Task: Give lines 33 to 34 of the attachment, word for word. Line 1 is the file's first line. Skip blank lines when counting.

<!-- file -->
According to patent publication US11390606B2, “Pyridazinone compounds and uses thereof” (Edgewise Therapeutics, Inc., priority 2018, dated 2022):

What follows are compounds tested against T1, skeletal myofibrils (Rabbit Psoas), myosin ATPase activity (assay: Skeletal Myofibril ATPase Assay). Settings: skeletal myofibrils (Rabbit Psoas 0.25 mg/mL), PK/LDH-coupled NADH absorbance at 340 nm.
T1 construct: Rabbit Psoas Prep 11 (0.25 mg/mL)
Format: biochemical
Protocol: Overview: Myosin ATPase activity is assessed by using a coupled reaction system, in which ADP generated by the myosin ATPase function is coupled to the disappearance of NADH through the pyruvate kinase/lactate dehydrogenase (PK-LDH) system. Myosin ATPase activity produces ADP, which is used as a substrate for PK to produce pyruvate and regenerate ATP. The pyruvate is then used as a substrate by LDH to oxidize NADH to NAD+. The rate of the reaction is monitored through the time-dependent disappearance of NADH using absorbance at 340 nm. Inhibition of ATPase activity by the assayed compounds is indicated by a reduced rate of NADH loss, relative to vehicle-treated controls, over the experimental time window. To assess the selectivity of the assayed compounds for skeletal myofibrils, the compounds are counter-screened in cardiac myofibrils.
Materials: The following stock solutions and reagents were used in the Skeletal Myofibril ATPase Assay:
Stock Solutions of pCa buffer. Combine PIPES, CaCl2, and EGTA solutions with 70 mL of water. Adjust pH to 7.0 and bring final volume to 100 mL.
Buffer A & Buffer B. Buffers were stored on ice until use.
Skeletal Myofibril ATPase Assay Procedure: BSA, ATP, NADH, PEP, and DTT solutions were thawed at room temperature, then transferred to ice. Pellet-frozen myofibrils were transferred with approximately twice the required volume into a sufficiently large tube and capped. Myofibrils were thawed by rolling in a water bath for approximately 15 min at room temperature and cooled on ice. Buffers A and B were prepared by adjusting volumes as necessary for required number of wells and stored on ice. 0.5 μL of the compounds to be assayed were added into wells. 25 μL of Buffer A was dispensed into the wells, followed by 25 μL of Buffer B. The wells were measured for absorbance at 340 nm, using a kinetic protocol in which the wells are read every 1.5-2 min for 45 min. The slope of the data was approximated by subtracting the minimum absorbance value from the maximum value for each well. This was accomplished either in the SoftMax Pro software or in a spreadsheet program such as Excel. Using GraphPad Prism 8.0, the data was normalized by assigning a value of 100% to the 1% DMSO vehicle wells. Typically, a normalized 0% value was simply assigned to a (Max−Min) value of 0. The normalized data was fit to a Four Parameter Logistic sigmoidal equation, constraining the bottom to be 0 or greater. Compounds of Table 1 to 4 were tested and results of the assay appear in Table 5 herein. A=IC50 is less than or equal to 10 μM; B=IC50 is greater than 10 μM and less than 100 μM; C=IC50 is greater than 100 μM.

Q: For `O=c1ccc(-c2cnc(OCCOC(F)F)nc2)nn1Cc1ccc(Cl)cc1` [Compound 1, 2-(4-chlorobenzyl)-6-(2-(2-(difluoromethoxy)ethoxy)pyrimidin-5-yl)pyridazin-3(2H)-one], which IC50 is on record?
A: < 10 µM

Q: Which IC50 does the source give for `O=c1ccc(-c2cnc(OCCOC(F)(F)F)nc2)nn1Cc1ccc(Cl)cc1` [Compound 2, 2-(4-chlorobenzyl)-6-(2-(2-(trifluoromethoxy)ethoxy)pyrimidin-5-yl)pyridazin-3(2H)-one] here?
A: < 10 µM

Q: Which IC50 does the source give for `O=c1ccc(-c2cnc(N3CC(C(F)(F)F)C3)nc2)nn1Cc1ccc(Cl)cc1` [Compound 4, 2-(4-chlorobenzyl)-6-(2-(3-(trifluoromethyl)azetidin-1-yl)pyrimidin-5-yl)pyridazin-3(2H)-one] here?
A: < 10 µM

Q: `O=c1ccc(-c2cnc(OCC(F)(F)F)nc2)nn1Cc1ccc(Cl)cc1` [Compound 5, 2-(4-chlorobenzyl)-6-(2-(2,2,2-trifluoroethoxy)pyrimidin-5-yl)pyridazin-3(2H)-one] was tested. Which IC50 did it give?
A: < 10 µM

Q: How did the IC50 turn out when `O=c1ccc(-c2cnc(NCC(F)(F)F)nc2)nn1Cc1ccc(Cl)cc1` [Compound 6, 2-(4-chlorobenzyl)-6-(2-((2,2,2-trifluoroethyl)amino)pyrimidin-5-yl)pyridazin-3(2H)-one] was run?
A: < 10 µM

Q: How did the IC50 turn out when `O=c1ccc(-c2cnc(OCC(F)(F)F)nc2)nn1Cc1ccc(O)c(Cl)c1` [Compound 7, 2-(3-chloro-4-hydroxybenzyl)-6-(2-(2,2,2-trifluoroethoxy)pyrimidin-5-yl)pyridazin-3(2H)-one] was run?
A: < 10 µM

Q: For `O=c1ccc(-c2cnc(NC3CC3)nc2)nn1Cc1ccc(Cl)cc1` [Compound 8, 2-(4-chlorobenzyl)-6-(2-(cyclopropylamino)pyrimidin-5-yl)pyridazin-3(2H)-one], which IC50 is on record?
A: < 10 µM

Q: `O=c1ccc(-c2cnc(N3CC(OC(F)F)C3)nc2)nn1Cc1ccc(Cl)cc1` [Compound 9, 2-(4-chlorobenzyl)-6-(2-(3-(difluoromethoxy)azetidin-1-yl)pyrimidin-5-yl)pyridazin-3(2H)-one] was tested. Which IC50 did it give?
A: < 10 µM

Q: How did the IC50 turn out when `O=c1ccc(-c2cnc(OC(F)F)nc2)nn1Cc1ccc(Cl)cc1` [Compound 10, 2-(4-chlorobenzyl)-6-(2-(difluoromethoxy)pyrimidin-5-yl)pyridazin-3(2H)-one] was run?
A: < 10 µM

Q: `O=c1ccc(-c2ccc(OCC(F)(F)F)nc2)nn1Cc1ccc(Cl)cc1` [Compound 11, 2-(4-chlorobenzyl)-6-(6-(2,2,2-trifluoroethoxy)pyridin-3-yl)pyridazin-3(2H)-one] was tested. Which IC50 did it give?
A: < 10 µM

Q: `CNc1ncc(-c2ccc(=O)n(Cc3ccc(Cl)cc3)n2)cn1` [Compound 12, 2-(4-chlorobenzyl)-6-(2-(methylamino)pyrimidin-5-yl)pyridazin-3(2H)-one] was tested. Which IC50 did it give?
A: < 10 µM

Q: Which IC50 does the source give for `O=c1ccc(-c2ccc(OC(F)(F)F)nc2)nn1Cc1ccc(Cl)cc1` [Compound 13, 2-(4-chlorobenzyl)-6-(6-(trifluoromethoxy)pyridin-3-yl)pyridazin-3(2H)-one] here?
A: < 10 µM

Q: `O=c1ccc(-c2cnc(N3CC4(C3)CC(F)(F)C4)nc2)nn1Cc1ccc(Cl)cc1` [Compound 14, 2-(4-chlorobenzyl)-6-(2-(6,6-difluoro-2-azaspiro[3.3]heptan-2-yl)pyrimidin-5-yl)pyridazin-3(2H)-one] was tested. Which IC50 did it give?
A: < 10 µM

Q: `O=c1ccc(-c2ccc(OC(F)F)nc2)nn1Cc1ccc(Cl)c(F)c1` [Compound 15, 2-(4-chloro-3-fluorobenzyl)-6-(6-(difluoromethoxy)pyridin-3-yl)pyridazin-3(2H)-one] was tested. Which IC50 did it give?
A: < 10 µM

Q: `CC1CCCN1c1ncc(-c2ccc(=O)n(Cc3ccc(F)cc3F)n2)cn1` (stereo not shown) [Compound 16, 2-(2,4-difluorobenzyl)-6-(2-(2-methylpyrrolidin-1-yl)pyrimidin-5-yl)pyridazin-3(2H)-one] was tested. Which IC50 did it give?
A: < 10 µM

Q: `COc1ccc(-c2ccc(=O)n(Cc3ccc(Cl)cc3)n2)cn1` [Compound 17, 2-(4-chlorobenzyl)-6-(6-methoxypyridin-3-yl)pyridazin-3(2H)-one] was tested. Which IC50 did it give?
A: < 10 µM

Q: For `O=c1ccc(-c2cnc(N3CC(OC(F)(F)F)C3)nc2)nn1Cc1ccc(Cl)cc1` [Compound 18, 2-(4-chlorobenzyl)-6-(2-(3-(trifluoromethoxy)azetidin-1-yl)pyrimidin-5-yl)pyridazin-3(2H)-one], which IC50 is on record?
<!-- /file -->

A: < 10 µM

Q: `O=c1ccc(-c2cnc(N3CC4(C3)CC(F)(F)C4)nc2)nn1Cc1ccc(Cl)cc1` [Compound 14, 2-(4-chlorobenzyl)-6-(2-(6,6-difluoro-2-azaspiro[3.3]heptan-2-yl)pyrimidin-5-yl)pyridazin-3(2H)-one] was tested. Which IC50 did it give?